Apparently cheap electricity from coal-fired power plants is at least twice as expensive as it seems when the costs of illness and death from air pollution are factored in, according to a new Chesapeake Bay Foundation report. These billions of dollars in health-related costs from coal pollution, if accounted for, would make clean energy, from wind and solar power, more economically competitive.
The report, “A Coal Plant’s Drain on Health and Wealth,” examines a proposal by the Old Dominion Electric Cooperative (ODEC) to construct the largest coal-fired power plant ever built in Virginia: the 1,500 megawatt Cypress Creek Power Station in Dendron, about 40 miles west from the populous Hampton Roads metropolitan area in southeast Virginia.
Microscopic soot-like particles from the plant’s smokestacks would cause a projected 26 premature deaths a year, as well as 23 asthma emergency room visits, 40 heart attacks, 442 asthma attacks, 3,340 lost work days, and 19,903 days a year in which people will have to reduce their activities because they are sick, according to energy industry analyst David Schoengold, who used pollution figures supplied by the power company.
The total cost to society of these illnesses and deaths would be about $208 million a year –- or more than $6 billion over 30 years, according to the CBF report.
“This air pollution would have a substantial negative impact on many citizens in this area with asthma,” said Dr. Stephen W. Shield (pictured at right), an asthma and allergy specialist who practices in Newport News and is quoted in the CBF report. “Virginia already ranks number six in the nation for mortality from air pollution, and another coal fired power plant -– particularly in such a populous area -- would make us shoot up that list even further.”
Because of these pollution and health problems, the Chesapeake Bay Foundation joins with the American Lung Association in Virginia, the Virginia Asthma Coalition and many others in urging Virginia and the federal government not to approve permits that would allow construction of the proposed ODEC power plant.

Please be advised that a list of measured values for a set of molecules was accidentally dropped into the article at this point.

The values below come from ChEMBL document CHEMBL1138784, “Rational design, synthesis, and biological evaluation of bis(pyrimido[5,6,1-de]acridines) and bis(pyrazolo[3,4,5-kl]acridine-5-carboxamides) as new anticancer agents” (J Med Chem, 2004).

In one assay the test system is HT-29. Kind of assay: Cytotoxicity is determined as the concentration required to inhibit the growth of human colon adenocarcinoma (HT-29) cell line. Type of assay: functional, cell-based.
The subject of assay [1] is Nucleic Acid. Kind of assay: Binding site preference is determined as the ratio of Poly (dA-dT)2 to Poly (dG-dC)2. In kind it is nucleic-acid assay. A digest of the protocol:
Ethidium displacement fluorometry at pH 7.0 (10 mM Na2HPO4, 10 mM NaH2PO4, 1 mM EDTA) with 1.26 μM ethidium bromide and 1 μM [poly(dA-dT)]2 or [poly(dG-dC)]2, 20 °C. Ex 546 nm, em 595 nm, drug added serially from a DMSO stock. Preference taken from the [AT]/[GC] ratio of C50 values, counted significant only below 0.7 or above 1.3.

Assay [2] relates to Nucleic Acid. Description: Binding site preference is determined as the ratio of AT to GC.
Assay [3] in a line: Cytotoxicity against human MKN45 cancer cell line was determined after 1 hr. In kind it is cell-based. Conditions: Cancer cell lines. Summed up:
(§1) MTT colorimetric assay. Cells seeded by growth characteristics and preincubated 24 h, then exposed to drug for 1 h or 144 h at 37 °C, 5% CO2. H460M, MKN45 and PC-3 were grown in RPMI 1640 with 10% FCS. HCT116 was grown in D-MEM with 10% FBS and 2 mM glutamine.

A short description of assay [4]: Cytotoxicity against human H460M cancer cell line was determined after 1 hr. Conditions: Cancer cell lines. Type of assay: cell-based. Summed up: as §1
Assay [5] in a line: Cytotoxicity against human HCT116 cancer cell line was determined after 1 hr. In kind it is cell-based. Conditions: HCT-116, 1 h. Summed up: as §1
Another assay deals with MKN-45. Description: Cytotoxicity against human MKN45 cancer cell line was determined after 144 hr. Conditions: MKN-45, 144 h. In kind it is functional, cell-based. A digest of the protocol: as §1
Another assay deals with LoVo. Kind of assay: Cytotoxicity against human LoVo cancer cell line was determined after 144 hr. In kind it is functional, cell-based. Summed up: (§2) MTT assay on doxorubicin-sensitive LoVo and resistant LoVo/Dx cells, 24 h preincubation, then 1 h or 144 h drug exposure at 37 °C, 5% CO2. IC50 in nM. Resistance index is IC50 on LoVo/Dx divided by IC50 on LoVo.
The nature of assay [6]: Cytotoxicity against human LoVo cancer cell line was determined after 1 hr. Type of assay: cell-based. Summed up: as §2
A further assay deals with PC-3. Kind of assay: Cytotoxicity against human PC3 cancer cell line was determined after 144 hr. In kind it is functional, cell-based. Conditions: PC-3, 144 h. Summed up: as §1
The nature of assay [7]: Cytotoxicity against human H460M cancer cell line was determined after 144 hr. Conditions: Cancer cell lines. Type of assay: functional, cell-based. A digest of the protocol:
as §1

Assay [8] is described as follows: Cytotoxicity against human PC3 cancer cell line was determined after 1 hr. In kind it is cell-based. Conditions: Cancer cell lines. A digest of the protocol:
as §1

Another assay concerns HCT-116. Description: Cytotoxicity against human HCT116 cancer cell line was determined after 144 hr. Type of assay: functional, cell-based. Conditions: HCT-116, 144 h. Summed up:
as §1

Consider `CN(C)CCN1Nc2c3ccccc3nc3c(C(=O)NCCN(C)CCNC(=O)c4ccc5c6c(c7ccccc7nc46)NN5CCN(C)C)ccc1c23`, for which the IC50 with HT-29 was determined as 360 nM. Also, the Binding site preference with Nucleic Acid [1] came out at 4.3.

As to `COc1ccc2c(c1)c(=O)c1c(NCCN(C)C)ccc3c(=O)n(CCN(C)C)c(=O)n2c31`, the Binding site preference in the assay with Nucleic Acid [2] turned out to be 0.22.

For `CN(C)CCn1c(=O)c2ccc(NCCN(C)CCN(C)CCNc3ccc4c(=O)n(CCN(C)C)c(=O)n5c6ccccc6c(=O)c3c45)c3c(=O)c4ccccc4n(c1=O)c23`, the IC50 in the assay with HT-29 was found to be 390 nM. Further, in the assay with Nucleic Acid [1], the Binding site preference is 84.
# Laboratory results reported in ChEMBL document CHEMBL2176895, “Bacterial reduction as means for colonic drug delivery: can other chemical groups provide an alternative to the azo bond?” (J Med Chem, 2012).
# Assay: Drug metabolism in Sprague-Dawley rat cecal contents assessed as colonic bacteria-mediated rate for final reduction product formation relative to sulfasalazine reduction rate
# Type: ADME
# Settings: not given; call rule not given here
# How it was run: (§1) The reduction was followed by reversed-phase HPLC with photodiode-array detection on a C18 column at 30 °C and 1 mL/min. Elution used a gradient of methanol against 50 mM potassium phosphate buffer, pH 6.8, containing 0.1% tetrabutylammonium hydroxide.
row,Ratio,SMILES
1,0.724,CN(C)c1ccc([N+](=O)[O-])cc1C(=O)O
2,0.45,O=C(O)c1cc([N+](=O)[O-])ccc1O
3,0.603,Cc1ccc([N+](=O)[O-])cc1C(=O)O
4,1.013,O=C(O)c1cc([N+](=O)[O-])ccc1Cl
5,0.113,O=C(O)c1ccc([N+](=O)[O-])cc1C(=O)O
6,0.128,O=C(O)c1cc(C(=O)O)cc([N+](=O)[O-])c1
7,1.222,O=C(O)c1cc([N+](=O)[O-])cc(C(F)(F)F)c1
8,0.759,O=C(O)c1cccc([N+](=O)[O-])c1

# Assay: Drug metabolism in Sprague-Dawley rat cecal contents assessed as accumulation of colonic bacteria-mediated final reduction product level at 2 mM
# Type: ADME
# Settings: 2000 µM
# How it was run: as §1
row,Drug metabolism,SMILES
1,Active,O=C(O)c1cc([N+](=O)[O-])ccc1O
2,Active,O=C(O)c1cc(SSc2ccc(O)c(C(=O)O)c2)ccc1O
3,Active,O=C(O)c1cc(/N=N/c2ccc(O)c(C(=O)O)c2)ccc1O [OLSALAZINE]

An estimated 20,000 heart attacks and 13,200 premature deaths a year across the U.S. are caused by fine particle pollution from coal-fired power plants. The annual cost of these illnesses and deaths has been estimated at between $62 billion and $100 billion, with the toll falling heaviest on children and the elderly.
Overall, if the health and environmental impacts of coal’s full lifecycle are accounted for -– including the costs of extraction, processing, and combustion -– the cost to the U.S. public would be as much as a half trillion dollars annually. Taking all of these costs into account would at least double the price of electricity generated from coal, and make clean energy, from wind or solar power, more economically competitive, according to the Chesapeake Bay Foundation report.
On December 17, 2008, ODEC applied to the Virginia Department of Environmental Quality for an air pollution control permit for the plant in Dendron, Virginia, or a nearby alternative site. The company asked for more time on September 24, 2010, saying it was withdrawing the permit application and would re-apply in 18 to 24 months, when the nation’s economic and regulatory landscape become clearer.
Since then, the company has publicly indicated that it intends to move forward with the project.
The construction of the plant would be harmful for the whole region, and not just for human health reasons. The power plant would pollute the Chesapeake Bay and its tributaries with several contaminants, including mercury, which taints fish, and nitrogen oxides, which feed low-oxygen “dead zones,” according to the CBF report.
ODEC is proposing to build a landfill for its waste ash in the floodplain of the Blackwater River, which is a source of drinking water for the city of Norfolk. This would create a risk that flooding could wash toxic metals into the waterway. Aquatic life in the Blackwater River could also be at risk, according to the CBF report.
“They should not build the landfill there,” in the flood plain, Dr. H. Anna Jeng, an associate professor of environmental health at Old Dominion University who is quoted in the report. “This is an environmental hazard waiting to happen. It could contaminate the water with arsenic, mercury, and chromium, among other metals.”
The ODEC plant would also contribute to ground-level ozone problems in the Hampton Roads and Richmond areas, and release 11.7 million tons of carbon dioxide a year. This greenhouse gas contributes to climate change and rising sea levels, which threaten the Chesapeake Bay’s sinking shorelines and wetlands.
To read the complete report, click here.
What is your opinion? If you were a government official, would you allow the construction of this plant? Vote yes or no, and explain why in a comment.
By Tom Pelton
Chesapeake Bay Foundation